April 21, 2020  |  

Persistence of Moraxella catarrhalis in Chronic Obstructive Pulmonary Disease and Regulation of the Hag/MID Adhesin.

Persistence of bacterial pathogens in the airways has profound consequences on the course and pathogenesis of chronic obstructive pulmonary disease (COPD). Patients with COPD continuously acquire and clear strains of Moraxella catarrhalis, a major pathogen in COPD. Some strains are cleared quickly and some persist for months to years. The mechanism of the variability in duration of persistence is unknown. Guided by genome sequences of selected strains, we studied the expression of Hag/MID, hag/mid gene sequences, adherence to human cells, and autoaggregation in longitudinally collected strains of M. catarrhalis from adults with COPD. Twenty-eight of 30 cleared strains of M. catarrhalis expressed Hag/MID whereas 17 of 30 persistent strains expressed Hag/MID upon acquisition by patients. All persistent strains ceased expression of Hag/MID during persistence. Expression of Hag/MID in human airways was regulated by slipped-strand mispairing. Virulence-associated phenotypes (adherence to human respiratory epithelial cells and autoaggregation) paralleled Hag/MID expression in airway isolates.Most strains of M. catarrhalis express Hag/MID upon acquisition by adults with COPD and all persistent strains shut off expression during persistence. These observations suggest that Hag/MID is important for initial colonization by M. catarrhalis and that cessation of expression facilitates persistence in COPD airways. © The Author(s) 2018. Published by Oxford University Press for the Infectious Diseases Society of America. All rights reserved. For permissions, e-mail: journals.permissions@oup.com.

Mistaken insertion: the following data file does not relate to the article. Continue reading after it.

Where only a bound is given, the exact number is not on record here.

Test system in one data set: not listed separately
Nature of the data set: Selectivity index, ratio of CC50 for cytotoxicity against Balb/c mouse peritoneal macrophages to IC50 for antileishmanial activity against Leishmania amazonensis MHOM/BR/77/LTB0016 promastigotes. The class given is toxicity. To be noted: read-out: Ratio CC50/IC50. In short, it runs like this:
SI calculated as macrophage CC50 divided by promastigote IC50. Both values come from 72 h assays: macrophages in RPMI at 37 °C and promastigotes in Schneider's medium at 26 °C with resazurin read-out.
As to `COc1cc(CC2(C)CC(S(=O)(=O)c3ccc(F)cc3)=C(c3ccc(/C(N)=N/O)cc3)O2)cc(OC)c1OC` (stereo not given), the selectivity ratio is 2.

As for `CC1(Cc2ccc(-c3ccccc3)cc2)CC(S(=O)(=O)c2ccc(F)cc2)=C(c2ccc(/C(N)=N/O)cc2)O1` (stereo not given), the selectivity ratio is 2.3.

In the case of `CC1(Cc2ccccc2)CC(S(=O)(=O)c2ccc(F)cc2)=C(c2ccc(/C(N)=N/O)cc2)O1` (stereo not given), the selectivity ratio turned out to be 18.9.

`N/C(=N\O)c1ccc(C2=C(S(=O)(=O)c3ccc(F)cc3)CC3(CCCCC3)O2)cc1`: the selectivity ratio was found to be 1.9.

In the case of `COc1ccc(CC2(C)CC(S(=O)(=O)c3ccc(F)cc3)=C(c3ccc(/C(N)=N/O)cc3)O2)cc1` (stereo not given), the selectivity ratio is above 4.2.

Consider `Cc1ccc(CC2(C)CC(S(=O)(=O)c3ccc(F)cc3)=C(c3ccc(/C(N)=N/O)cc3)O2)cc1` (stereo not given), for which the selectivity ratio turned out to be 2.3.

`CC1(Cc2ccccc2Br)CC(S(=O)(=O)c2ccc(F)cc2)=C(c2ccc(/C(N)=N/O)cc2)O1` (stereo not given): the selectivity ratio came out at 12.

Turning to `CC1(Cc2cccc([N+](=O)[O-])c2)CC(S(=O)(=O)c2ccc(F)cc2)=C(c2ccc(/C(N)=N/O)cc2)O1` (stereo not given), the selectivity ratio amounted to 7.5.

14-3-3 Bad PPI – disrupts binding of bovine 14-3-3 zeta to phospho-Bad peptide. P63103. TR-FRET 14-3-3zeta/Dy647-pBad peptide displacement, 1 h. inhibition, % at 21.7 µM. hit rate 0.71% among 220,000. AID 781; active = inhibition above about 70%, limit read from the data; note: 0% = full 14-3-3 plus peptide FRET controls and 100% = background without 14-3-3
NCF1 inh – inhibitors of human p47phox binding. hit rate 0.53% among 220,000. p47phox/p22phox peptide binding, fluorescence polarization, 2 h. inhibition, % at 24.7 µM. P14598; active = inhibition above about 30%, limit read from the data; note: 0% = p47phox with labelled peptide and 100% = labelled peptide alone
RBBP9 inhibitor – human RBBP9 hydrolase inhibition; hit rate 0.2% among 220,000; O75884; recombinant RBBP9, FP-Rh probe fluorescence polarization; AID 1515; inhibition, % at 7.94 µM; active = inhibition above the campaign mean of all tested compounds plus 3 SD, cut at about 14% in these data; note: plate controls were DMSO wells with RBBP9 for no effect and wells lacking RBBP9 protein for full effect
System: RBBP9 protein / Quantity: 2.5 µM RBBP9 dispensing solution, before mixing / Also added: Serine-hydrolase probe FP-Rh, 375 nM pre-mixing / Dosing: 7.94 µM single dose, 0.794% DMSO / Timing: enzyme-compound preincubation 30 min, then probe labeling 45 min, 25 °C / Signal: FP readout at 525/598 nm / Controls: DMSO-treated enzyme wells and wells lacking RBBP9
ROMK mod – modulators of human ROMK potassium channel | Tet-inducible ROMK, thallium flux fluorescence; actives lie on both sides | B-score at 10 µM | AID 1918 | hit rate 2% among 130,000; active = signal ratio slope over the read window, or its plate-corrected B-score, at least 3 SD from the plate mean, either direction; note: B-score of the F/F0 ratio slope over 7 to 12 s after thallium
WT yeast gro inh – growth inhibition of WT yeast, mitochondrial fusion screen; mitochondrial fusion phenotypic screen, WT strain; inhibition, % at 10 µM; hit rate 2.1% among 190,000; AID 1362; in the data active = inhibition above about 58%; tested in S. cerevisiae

April 21, 2020  |  

Epidemiologic and genomic insights on mcr-1-harbouring Salmonella from diarrhoeal outpatients in Shanghai, China, 2006-2016.